Probability of Profit in an Options Trade


Juan Sarmiento Image Juan Sarmiento Independent Trader,

Traders have an advantage over stock buyers, particularly when the markets are at or near their all-time highs. says Juan I. Sarmiento, DVM, PhD, President and Founder of PutCallGenie. He uses AAPL as an example.

In my previous article Trading Call Options, I discussed buying call options as an alternative to buying plain shares of stock. When we buy shares of stock, the probability of making a profit (more than $0.01) is 50%. When we buy a call option with a strike price that is at or near the current market price of the stock (this option is said to be “At-The-Money” or ATM), our probability of success is much less than 50%, mainly because we are paying for an additional time and volatility values which will evaporate by expiration.

Here is how to increase our probability of profit in an options trade.

Option traders usually try to neutralize the negative effects that time, decay, and volatility tend to erode the value of the option and overvalue the price of an option at entry, respectively.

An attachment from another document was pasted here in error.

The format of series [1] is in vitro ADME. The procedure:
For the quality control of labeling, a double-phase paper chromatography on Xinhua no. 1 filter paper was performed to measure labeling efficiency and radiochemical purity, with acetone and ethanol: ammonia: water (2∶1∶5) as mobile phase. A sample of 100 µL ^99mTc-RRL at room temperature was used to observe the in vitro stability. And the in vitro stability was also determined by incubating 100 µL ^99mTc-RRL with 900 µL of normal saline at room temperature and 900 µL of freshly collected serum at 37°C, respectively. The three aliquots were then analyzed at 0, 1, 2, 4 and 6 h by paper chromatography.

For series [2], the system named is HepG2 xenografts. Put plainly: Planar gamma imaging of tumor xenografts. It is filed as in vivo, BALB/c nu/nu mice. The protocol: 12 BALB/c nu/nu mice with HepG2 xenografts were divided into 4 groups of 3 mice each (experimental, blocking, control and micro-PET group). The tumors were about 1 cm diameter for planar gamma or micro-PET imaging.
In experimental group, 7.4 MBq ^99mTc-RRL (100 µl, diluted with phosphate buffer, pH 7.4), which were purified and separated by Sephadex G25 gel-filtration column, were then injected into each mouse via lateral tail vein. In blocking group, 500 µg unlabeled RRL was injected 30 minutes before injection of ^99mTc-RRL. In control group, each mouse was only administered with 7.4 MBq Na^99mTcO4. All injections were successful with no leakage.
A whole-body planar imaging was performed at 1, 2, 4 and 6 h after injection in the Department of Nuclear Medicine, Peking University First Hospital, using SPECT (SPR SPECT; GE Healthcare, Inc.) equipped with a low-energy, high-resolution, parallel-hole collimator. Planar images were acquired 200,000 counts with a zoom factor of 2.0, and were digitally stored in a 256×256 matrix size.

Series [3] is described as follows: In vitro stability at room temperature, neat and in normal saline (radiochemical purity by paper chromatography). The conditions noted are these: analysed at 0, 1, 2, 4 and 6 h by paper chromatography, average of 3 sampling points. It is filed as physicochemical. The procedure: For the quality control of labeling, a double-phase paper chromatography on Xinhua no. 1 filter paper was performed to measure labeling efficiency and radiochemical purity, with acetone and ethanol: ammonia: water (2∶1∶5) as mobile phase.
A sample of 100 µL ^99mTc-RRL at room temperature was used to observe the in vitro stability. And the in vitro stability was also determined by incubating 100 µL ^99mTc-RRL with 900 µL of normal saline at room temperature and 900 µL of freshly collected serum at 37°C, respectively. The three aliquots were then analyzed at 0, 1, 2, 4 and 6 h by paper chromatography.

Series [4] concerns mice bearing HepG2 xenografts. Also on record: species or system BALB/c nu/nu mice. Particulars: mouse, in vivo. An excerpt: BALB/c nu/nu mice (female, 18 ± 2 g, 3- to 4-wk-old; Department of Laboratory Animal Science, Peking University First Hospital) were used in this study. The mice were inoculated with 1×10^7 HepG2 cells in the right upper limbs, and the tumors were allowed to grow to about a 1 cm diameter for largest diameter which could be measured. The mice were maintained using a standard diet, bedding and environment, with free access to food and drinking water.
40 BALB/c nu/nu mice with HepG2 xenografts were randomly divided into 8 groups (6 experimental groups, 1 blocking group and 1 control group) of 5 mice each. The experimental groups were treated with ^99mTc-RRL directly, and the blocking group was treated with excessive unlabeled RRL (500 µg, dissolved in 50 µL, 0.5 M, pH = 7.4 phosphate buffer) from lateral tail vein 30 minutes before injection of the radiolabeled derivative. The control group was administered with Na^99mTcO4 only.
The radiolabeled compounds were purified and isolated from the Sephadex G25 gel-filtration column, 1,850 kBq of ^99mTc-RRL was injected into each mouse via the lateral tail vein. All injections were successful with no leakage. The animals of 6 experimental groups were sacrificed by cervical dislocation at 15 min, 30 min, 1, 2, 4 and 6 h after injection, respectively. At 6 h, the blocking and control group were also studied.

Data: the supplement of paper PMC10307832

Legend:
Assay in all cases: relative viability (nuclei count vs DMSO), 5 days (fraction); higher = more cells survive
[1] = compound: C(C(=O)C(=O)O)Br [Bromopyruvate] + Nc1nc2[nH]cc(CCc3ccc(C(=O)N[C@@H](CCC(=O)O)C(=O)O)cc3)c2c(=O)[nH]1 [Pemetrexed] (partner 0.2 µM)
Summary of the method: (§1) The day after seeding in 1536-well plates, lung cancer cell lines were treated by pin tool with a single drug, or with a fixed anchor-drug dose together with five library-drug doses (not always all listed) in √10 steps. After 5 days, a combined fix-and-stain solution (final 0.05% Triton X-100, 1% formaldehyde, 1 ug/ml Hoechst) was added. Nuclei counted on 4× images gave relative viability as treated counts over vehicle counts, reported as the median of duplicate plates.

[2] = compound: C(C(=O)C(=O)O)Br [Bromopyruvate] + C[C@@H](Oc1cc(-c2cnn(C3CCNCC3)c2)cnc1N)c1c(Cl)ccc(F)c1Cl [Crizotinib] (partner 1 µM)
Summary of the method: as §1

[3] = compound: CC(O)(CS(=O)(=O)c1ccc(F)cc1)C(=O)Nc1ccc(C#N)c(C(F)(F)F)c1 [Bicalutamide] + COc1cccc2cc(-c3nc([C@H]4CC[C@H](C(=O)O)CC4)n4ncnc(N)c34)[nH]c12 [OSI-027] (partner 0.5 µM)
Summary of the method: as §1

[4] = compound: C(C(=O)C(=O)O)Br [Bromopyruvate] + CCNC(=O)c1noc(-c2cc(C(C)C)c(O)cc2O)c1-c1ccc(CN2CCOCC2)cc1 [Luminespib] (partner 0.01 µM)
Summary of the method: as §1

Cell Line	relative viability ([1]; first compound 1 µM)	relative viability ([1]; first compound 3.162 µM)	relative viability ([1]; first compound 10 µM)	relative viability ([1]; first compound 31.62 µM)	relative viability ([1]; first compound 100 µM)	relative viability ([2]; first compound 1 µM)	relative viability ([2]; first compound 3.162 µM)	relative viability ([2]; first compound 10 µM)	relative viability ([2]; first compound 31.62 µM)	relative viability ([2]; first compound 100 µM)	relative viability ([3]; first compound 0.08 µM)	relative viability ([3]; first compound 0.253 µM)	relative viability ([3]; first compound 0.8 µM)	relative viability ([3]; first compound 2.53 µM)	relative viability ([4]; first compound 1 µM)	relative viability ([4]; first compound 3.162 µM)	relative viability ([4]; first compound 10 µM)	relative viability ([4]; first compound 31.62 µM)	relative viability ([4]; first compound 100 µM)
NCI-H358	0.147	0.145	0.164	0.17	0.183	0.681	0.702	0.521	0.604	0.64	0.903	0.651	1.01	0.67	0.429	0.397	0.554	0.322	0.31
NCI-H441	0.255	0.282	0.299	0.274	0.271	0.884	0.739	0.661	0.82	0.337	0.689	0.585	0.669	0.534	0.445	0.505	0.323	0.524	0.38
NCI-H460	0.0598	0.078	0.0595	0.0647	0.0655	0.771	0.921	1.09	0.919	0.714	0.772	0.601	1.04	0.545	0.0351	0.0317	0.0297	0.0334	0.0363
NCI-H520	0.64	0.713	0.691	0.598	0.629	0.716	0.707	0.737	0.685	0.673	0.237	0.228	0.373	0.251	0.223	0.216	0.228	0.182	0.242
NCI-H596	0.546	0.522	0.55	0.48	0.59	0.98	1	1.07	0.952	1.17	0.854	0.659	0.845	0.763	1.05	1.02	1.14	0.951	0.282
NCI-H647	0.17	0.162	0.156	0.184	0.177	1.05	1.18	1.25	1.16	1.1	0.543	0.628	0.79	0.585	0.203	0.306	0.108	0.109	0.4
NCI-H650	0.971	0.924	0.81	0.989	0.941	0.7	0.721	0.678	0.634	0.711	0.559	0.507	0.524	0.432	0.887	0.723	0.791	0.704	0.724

The most common approach is to sell an “Out-of-The-Money” (OTM) option simultaneously with the purchase of the ATM option. Ideally, both the option being bought and the option being sold have the same expiration date, so that most of the time decay is neutralized. In addition, both options also have similar implied volatilities. In effect, we are buying and selling implied volatility, which neutralize each other and hence neutralize the effect of “Vega.” This Vega measures the increase (or decrease) in the value of an option with every point of increase or decline in its implied volatility.

Since both time value (Theta) and Vega contribute to the “extrinsic” value, which will be worth $0 at expiration, it makes sense to want to neutralize its effect as much as possible.